Dorchester Presbyterian Church is privileged to own a 42 acre wildlife sanctuary with 3/4 mile of walking trails as part of our church campus. The land was purchased at the very low sum of $12,000 from Westvaco Corporation in 1990 with the understanding that the land would remain perpetually undeveloped as a nature preserve. The wildlife sanctuary adjoins the Colonial Dorchester State Historic Site helping to maintain a natural travel lane for wild animals. In 2008, the area that includes maintained walking trails and a prayer labyrinth was named The Richard Custhman Wildlife Sanctuary as Pastor Emeritus Dr. Richard Cushman retired.
The wildlife sanctuary is home to white tailed deer, raccoon, opossum, cottontail and marsh rabbits, gray fox, and an occasional bobcat. The preserve has the only remaining original creek bed for the Saw Branch Creek which the Army Corp of engineers turned into a canal in the late 1960's.
As development continues in the area with more and more woodlands giving way to shopping malls and subdivisions, Dorchester Presbyterian Church will maintain the 42 acres of natural wetlands and hardwoods.
Come and take a walk on the trails.
In the Spring of 2008, our confirmation class and their mentors created a Prayer Labyrinth at the edge of the wildlife sanctuary. A labyrinth is an ancient symbol used for walking meditation, prayer, and ceremony. Judith Kramer, a member and elder of Dorchester, and a member of the Labyrinth Society, provided the design. Judith, with the help of her friend, Marcy Walsh, laid out the pattern with the Confirmation Class, as one of their service projects. Six tons of selected stones were used to complete the pathway. Limestone was then laid on the path.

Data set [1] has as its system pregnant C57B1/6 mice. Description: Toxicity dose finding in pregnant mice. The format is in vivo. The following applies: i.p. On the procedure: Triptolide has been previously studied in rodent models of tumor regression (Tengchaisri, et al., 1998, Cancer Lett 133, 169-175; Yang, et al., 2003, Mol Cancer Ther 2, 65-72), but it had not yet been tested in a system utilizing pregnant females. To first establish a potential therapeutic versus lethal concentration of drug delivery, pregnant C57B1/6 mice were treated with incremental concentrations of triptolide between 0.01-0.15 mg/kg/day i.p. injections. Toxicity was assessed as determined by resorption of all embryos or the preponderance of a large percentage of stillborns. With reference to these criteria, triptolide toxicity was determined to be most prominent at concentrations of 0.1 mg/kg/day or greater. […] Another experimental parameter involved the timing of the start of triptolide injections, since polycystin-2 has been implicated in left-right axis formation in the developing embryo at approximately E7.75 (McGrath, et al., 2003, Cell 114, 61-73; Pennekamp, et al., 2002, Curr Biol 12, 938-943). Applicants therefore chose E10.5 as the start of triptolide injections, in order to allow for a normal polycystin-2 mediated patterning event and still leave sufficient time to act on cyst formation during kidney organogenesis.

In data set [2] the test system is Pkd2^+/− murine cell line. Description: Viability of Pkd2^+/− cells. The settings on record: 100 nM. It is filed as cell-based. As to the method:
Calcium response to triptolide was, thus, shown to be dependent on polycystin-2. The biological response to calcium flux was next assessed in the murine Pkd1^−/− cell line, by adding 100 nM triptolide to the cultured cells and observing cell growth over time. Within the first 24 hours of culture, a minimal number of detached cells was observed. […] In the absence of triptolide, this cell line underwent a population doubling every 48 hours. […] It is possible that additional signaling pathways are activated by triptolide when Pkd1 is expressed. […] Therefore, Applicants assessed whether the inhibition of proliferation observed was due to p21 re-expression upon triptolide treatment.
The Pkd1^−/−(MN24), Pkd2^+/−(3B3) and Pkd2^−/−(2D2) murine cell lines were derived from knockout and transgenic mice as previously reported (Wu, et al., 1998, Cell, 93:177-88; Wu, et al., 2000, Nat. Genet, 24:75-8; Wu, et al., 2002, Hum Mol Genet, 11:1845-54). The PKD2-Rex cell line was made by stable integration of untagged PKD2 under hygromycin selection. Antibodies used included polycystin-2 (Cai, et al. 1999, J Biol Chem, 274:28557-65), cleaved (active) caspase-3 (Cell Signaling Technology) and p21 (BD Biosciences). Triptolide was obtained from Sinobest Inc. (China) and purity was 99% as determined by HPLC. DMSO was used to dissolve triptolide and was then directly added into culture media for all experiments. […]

Judith explains it's use: "A labyrinth is a type of maze. It is different from a puzzle maze in one fundamental way. There is only one way in and one way out. You are meant to follow the path without having to worry about getting lost and the distraction this can cause. The lack of distraction and the ability to focus only on the path in front of you helps to deepen the prayerful, meditative experience.
There are many types of labyrinths. The most common are variations of the thirteen circuit Chartres Labyrinth, a 12th century labyrinth inlayed in the floor of this ancient cathedral in Chartres, France, mirroring its famous stained glass window. The other is the Seven Circuit Classical Labyrinth, one of which has been recently installed in the woods at Dorchester Presbyterian Church. The Seven Circuit is the oldest form known.
Walking the labyrinth is as simple as stepping into the entrance, pausing for a moment to slow down and center yourself and then walking the path at a pace comfort able for you. If more than one person is walking simply stepping slightly aside in the path to let them pass is all that is required (be careful not to lose your place!) Silence is usually maintained out of respect for others present.
There is no right or wrong way to walk the labyrinth, just as there is no right or wrong way to pray. It is helpful though to walk to the center, pause for however long you wish and then follow the path back out, retracing your steps (rather than stepping over the stones to walk directly to the beginning), when you reach the entrance pause again briefly as you exit. This final pause helps you carry the sense of stillness usually experienced while walking a labyrinth back into your everyday life."
Everyone is invited to spend time in quiet meditation, walking the labyrinth in the midst of God's beautiful creation.
One of our youth planned and constructed our outdoor worship space in the Spring of 2009 as his Eagle Scout project.